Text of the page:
Brannan Vines has never been to war. But she’s got a warrior’s skills: hyperawareness, hypervigilance, adrenaline sharp quick-scanning for danger, for triggers.
- We can assume that Brannan doesn’t want to go to war.
- She has a good set of skills to make her aware of her surroundings.
- These skills can be used by athletes, fighters, etc.
Skills on the battlefield, crazy-person behavior in a drug store, where she was recently standing behind a sweet old lady counting out change when she suddenly became so furious her ears literally started ringing.
- “Crazy-person behavior” can be assumed that her PTSD has caught up to her and is making her freak out.
- When she is standing in line her symptoms become worse.
Being too cognizant of every sound—every coin dropping an echo—she explodes inwardly, fury flash-incinerating any normal tolerance for a fellow patron with a couple of dollars in quarters and dimes.
- Brannan is having trouble because she is too aware of the things around her so the noises make her freak out and become more agitated.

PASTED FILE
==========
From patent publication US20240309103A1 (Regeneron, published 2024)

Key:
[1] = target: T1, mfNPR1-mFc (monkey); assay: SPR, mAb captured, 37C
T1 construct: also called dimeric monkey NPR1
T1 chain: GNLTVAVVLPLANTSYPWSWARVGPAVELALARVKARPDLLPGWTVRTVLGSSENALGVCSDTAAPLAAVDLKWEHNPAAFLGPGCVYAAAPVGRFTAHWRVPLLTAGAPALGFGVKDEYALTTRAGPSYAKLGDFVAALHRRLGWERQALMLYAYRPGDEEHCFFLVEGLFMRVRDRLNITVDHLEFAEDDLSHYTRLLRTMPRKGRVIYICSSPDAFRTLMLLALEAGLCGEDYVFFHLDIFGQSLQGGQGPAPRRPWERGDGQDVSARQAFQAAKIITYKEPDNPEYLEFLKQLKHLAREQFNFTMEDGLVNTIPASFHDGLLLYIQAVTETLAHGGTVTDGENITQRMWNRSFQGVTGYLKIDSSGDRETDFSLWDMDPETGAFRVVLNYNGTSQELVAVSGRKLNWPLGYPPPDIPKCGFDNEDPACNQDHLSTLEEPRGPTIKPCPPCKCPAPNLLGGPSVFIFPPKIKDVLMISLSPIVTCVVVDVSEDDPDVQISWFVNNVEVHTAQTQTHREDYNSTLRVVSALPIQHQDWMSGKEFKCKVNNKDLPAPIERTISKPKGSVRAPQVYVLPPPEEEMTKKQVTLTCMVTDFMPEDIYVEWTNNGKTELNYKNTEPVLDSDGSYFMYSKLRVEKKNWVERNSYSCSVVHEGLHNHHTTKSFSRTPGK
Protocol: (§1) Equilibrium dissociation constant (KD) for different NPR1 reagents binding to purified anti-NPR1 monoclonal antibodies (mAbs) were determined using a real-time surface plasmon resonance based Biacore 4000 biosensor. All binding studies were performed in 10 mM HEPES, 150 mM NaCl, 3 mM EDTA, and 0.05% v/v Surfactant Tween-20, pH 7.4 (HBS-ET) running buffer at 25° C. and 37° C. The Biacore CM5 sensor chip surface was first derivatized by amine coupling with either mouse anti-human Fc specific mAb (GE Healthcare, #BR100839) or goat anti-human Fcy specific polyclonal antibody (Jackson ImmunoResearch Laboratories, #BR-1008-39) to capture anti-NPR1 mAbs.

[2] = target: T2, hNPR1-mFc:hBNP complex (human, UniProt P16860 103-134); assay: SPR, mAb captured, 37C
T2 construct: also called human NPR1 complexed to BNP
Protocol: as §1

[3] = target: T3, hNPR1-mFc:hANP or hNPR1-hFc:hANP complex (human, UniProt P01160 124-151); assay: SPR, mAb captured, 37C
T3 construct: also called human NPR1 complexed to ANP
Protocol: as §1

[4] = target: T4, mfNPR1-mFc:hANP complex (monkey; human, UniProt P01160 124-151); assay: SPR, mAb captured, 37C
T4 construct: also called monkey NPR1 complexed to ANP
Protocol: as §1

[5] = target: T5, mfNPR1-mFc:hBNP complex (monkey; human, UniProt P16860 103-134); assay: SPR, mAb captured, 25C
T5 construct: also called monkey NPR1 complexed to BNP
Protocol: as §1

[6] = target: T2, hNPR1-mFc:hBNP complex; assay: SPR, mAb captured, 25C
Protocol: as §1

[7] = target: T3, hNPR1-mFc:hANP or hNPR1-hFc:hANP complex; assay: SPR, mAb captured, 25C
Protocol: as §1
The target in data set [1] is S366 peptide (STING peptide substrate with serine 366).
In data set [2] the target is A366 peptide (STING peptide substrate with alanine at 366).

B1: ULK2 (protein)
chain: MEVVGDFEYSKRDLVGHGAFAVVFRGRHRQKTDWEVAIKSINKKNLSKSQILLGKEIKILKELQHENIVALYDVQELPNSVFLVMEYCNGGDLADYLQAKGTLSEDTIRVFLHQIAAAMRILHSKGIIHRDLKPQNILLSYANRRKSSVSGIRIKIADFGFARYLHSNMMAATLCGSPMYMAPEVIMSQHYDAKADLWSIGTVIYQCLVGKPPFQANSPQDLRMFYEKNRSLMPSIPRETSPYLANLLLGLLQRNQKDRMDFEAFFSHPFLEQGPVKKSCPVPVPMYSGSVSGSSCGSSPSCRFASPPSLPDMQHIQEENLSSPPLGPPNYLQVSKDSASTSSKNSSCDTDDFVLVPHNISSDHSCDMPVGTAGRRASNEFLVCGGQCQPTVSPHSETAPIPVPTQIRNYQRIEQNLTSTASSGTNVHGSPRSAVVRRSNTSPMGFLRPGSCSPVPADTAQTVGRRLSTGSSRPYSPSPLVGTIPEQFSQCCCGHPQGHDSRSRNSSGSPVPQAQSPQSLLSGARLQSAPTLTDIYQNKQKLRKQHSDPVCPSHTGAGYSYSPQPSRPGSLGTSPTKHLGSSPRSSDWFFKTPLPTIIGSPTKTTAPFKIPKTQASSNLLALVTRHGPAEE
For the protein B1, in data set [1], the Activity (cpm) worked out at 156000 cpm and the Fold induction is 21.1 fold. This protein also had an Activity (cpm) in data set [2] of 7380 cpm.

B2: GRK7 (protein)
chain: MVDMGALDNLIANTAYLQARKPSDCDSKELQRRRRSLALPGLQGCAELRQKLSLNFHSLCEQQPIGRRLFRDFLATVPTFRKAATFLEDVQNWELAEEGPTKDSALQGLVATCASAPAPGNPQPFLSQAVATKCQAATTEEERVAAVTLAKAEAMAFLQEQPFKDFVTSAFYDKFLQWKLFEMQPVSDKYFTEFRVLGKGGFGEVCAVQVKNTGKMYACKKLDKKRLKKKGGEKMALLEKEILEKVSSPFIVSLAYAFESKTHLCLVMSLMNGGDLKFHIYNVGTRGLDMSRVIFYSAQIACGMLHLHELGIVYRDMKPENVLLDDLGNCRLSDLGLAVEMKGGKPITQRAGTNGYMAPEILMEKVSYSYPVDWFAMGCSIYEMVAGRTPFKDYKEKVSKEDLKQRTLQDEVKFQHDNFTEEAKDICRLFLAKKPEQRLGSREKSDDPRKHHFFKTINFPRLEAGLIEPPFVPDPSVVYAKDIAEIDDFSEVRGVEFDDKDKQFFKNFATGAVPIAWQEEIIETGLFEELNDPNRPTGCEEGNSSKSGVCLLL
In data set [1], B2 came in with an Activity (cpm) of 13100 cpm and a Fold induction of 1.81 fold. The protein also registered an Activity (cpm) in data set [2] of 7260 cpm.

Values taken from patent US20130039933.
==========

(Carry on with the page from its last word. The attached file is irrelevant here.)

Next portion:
Her nose starts running she’s so pissed, and there she is standing in a CVS, snotty and deaf with rage, like some kind of maniac, because a tiny elderly woman needs an extra minute to pay for her dish soap or whatever.
- “Deaf with rage” can be assumed that she is so angry that she doesn’t listen to the things around her only things that irritate her.
Brannan Vines has never been to war, but her husband, Caleb, was sent to Iraq twice, where he served in the infantry as a designated marksman.
- Brannan’s husband has been to Iraq twice. So, we assume he has PTSD.
- Caleb was in the infantry which was combat on foot.
He’s one of 103,200, or 228,875, or 336,000 Americans who served in Iraq or Afghanistan and came back with PTSD, depending on whom you ask, and one of 115,000 to 456,000 with traumatic brain injury.
- Caleb came back with PTSD.
- He has had a traumatic brain injury in the military.
Imagine there’s a murderer in your house. And it is dark outside, and the electricity is out. Imagine your nervous system spiking, readying you as you feel your way along the walls, the sensitivity of your hearing, the tautness in your muscles, the alertness shooting around inside your skull. And then imagine feeling like that all the time.
- The author gives you a scene so the reader can understand what is going on.
- We assume this is how Caleb feels with PTSD.
- Feeling like he is closed off and is having trouble with his head.